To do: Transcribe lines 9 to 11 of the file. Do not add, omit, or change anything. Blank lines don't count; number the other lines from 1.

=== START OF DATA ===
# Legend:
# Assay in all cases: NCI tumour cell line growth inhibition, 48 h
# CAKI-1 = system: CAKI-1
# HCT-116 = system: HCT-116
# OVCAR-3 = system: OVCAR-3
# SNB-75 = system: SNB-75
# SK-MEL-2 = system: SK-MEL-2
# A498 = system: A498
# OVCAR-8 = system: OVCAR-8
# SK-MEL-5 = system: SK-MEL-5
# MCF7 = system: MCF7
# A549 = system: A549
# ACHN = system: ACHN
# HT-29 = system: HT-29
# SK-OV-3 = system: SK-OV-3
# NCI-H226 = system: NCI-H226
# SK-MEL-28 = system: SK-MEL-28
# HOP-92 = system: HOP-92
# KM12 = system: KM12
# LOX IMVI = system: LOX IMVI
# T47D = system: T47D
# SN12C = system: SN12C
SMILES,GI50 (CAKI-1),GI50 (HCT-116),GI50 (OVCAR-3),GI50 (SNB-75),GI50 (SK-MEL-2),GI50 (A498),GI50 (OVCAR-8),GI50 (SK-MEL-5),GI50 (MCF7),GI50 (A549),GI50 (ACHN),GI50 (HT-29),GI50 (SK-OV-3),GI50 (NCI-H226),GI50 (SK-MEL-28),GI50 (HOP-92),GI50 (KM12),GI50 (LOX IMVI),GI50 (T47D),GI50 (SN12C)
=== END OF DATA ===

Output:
# OVCAR-8 = system: OVCAR-8
# SK-MEL-5 = system: SK-MEL-5
# MCF7 = system: MCF7